Abstract: Gas-Producing Submarine-Fan Deposits of Catskill Delta Complex in North-Central West Virginia
The principal gas producer in north-central West Virginia is the upper part of the 40 to 100-ft-thick (12 to 30 m) Benson interval in the lower part of the Upper Devonian Chemung Group. Stratigraphic analysis of geophysical logs from 1,354 wells and 6 cores from the 1,225-sq mi (3,200 sq km) study area suggests that the productive Benson sandstones are turbidites forming a submarine fan at the toe of the Catskill prodelta slope. Four sandstone units composed of aggregate graded beds offlap westward. The oldest sand unit is the thickest and has an erosive base, progressively waning turbidity flow and sediment supply, and gas pay in thicker turbidites near its base. As the fan grew westward, greater distance from supply and gentler depositional slope accounted for thinner, younger sand nits, lack of erosional scour, upward increase in turbidite thickness, and gas pays in the middle and upper part of the sandstone units. Areally, sandstone-unit facies reflect dispersal patterns of turbidity flows similar to the mid-fan regime of modern submarine fans, forming lobes with channels, levees, and bars separated by interlobes. Burrowing of dark shales between turbidites by a Cruziana community indicates spasmodic turbidity flows in neritic waters. Sorting of argillaceous siltstones and sandstones of the productive Benson is never very good. Statistically significant negative correlation is present between porosity and the amount of argillaceous, organic matter and carbonate content. Porosity and gas production are greatest in inner lobe facies where turbidite beds are thickes and best sorted.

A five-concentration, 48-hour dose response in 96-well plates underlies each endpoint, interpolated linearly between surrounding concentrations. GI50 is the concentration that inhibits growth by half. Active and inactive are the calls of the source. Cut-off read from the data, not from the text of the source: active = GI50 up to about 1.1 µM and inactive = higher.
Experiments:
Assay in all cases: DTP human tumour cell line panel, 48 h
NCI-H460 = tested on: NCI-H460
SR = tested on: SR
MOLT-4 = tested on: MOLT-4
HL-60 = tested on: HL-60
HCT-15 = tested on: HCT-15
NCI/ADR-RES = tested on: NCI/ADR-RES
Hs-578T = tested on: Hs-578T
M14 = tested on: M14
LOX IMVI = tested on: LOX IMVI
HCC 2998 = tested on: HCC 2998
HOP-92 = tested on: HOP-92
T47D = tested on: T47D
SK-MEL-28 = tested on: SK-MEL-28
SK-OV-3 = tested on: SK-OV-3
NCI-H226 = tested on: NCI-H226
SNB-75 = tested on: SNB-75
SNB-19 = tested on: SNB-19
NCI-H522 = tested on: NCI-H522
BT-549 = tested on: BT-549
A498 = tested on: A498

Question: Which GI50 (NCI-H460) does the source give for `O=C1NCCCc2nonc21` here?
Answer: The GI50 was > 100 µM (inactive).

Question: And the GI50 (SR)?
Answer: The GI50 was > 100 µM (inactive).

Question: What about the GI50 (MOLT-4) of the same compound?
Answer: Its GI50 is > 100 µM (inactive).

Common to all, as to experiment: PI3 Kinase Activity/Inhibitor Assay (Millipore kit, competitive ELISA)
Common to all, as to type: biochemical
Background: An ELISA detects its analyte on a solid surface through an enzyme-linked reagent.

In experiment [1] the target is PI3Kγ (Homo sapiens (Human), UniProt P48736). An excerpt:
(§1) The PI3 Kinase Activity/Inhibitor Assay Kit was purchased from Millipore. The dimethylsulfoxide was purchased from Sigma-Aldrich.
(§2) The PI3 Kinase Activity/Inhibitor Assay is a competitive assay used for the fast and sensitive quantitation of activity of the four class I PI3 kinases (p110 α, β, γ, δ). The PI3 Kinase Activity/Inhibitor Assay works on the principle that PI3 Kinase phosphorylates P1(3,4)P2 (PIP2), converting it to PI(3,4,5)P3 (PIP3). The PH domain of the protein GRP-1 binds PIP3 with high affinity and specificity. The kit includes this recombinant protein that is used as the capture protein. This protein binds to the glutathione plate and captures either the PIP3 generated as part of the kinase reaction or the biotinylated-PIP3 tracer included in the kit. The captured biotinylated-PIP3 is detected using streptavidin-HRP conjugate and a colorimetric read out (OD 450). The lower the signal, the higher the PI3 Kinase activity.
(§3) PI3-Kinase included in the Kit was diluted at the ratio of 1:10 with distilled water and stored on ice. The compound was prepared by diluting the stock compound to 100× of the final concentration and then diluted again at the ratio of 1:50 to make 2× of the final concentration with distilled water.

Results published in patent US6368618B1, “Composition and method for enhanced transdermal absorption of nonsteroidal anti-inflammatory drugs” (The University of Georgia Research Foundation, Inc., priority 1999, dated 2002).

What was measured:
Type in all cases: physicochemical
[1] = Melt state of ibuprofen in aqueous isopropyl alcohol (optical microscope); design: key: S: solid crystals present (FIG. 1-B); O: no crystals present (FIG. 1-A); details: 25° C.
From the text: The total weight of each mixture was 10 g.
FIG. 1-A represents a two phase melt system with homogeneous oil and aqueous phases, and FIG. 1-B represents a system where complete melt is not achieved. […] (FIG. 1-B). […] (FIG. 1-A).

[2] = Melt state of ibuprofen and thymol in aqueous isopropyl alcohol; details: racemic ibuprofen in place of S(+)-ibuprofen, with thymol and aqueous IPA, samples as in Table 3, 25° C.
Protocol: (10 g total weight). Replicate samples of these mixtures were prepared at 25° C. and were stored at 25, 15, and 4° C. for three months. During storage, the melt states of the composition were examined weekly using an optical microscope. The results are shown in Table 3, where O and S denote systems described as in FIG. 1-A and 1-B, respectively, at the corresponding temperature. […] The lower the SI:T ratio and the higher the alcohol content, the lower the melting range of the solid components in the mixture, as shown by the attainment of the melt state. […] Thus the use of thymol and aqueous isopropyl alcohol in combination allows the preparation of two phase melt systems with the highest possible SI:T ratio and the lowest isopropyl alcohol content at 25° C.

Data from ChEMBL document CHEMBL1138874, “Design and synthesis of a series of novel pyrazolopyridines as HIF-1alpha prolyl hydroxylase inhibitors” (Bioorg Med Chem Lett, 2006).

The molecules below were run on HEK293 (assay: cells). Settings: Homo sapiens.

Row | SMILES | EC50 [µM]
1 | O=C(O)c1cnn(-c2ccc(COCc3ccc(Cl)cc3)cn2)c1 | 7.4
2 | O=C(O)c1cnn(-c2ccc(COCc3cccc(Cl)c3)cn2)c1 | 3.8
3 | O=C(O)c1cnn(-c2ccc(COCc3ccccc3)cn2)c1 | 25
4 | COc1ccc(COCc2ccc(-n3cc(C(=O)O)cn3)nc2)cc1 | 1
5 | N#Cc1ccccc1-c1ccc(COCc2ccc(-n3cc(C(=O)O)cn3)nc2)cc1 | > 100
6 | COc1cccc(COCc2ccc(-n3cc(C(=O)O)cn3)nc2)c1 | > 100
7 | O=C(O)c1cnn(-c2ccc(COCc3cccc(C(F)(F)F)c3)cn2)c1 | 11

AAPG Search and Discovery Article #90968©1977 AAPG-SEPM Annual Convention and Exhibition, Washington, DC